Stephen Cook keen on Lions turnaround
A new-look Lions leadership pack, headed by Stephen Cook, will take the franchise into the 2014/15 season. Cook has been appointed first-class and 50-overs captain while Neil McKenzie will lead their 20-over side. Batsman Temba Bavuma will act as deputy in all three formats. Alviro Petersen, who stepped down as captain last season, remains part of Lions' squad but has not been tasked with any leadership duties.
"I am greatly honoured to have been given this job. I grew up on the banks of the Wanderers watching my dad play and leadership is something I've always wanted to be involved in," Cook told ESPNcricinfo. "I know its going to be a tough challenge but I am really looking forward to it."
After finishing second in the first-class competition and winning the twenty-over trophy in the 2012/13 season, Lions were rudely brought back down to earth last summer. They finished bottom of the points table in all three competitions in a season that was plagued by injuries and unhappiness. While seamer Chris Morris battled an ankle injury, Petersen stood down on the morning of a match after what he called interference by the selectors, forcing Thami Tsolekile to take over at the 11th hour.
That marked the lowest point in the Lions' dismal season and Cook is keen to move on. "Our players did not become bad overnight. I think what happened is because we had done so well the season before, we didn't adapt to the fact that other teams had improved and we were caught on the hop," he said. "But we have resisted the urge to make too many changes."
Lions have held on to their players from last summer and have made two additions to their group. Devon Conway, who was named the provincial one-day cricketer of the year at CSA's awards last week, has been added to the contracted list along with under-19 World Cup winner Kagiso Rabada, who made his first-class debut at the end of last season.
They have three nationally-contracted players on their books: Petersen, Quinton de Kock and Lonwabo Tsotsobe and an experienced core which includes Cook, McKenzie and Tsolekile. McKenzie will turn 39 in the coming season but has committed himself to playing in all formats for Lions.
Cook has made it clear everyone, including the new faces, will have more demanded of them this season. "We are all really motivated to do well and guys know they will get will get pressed a little harder and asked to work a little smarter," he said.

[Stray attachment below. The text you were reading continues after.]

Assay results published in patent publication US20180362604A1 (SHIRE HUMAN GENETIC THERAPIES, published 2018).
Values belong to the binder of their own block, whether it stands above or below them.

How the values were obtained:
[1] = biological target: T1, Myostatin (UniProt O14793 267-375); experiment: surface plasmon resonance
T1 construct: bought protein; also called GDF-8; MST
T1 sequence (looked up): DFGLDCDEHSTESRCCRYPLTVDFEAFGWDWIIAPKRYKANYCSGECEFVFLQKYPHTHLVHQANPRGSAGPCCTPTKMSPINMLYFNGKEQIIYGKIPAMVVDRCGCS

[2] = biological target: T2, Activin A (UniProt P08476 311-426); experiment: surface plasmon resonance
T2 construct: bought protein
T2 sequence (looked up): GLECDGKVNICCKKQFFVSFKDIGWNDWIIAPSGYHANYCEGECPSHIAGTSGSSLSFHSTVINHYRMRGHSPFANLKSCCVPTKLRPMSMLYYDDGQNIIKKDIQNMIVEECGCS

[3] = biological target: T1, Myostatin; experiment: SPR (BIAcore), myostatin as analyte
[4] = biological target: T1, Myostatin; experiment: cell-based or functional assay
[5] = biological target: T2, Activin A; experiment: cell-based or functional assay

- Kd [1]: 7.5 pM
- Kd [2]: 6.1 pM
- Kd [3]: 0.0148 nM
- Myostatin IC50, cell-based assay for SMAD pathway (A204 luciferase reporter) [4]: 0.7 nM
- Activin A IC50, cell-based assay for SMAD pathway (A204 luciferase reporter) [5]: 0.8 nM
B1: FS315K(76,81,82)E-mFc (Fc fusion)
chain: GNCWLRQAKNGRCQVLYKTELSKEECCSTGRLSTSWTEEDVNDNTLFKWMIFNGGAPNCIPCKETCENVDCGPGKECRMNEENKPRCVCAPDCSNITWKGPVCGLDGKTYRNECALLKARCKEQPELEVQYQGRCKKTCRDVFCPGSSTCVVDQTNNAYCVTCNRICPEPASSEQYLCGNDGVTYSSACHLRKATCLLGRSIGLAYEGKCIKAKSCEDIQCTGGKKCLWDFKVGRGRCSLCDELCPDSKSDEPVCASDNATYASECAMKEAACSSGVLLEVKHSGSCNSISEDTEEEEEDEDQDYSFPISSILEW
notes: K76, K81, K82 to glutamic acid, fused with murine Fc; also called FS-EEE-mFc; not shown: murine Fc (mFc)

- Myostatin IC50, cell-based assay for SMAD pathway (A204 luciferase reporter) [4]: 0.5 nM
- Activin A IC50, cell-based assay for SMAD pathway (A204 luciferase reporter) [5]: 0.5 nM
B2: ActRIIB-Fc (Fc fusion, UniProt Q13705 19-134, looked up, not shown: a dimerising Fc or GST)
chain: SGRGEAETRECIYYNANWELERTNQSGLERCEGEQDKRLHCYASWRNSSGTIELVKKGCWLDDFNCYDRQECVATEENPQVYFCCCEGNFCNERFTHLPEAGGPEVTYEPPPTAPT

For Cook, the goal is simple. He wants the franchise to be able to add to the trophy cupboard and if he has it his way, it will be in the longest format. "Every competition is important but for me, it would be most special to win the first-class [competition] because that is the one that really tests you as a squad," he said. "You have to play good cricket for 40 days, whereas with the limited-overs [game] you could end up third and have a good day and then make the final. The first-class is also the competition I have never won with Lions. The last time they won it here was the season before I made my professional debut."
That was 15 years ago in the 1999/2000 season, before the franchise system had formed. Back then, all Cook wanted to do was play for what was then Gauteng and eventually for South Africa. A decade and a half later, it is still all he wants. "I have never given up on playing for South Africa. That's my driving force."
Cook is a regular among the top ten run-scorers in the first-class competition but has struggled for higher honours largely because of where he bats - in the top two. The presence of Graeme Smith in the Test team made it difficult for Cook to get a look-in but with Smith retired, a vacancy in the national team and a platform from which to audition for it, Cook still believes anything is possible, for both him and his Lions.
Firdose Moonda is ESPNcricinfo's South Africa correspondent